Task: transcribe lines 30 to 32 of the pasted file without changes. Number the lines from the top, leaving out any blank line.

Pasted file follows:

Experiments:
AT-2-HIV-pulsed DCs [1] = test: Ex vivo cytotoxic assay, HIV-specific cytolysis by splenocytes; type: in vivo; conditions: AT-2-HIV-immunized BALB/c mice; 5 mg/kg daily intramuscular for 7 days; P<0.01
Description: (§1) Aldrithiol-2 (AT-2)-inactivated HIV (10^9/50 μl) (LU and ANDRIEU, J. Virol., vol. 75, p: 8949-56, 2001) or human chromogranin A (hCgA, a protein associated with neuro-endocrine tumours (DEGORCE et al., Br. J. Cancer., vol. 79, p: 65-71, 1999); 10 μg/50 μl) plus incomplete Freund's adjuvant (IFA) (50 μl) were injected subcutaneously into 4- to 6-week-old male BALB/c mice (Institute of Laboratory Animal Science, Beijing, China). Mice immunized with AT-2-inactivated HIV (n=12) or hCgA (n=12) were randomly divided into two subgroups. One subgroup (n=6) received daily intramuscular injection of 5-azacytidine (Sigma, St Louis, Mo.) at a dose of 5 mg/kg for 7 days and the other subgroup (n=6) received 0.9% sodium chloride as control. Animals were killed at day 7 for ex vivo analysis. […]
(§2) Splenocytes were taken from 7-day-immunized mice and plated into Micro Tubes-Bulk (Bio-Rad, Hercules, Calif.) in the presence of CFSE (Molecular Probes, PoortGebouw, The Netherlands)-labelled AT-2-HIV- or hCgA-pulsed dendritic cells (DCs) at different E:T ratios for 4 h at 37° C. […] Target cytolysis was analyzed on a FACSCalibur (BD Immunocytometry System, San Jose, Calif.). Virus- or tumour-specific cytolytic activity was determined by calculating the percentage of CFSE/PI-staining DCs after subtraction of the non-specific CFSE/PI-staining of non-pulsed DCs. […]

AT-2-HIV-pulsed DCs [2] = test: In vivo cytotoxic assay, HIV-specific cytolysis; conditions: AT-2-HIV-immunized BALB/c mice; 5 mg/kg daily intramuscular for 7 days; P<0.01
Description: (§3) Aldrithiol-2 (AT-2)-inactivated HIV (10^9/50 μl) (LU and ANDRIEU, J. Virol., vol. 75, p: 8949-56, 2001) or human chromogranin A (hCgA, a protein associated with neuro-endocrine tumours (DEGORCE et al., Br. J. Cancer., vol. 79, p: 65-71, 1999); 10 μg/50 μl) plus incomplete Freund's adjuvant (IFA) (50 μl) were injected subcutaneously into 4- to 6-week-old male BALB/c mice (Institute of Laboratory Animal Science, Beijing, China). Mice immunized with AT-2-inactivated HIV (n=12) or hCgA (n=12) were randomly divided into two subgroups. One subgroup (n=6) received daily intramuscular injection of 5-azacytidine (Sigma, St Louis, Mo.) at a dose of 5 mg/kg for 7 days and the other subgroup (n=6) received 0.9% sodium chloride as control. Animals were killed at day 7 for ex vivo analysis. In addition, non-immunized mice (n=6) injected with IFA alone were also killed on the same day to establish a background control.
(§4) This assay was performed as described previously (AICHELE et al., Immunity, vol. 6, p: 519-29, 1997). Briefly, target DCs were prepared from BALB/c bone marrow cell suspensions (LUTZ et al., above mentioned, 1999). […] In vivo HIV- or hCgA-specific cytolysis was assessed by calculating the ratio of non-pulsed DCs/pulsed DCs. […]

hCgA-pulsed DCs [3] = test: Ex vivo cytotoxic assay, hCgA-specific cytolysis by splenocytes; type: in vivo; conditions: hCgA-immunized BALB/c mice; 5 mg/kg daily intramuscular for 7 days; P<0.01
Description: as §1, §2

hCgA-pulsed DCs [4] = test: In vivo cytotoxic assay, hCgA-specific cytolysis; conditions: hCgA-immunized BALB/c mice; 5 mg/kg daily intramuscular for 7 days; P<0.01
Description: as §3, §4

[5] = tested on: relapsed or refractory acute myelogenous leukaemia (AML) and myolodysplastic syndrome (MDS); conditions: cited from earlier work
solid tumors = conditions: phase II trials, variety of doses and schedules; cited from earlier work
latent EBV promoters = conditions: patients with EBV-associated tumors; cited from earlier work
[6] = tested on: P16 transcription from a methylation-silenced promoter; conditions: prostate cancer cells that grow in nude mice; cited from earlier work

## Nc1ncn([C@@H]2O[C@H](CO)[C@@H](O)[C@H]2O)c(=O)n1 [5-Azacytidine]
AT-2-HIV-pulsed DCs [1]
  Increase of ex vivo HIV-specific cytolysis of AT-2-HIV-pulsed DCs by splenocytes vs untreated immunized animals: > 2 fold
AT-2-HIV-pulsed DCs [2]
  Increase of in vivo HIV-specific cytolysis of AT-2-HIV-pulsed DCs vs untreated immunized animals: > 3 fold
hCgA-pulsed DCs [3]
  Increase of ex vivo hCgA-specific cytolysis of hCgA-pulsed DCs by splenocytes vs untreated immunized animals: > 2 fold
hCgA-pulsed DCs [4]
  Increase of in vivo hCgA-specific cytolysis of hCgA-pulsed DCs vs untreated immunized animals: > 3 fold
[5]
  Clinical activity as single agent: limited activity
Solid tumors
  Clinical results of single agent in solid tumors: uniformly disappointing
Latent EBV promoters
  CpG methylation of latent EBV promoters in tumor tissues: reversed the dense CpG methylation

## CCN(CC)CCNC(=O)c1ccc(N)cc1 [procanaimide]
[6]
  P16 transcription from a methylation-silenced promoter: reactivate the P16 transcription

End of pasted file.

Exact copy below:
  CpG methylation of latent EBV promoters in tumor tissues: reversed the dense CpG methylation

## CCN(CC)CCNC(=O)c1ccc(N)cc1 [procanaimide]
[6]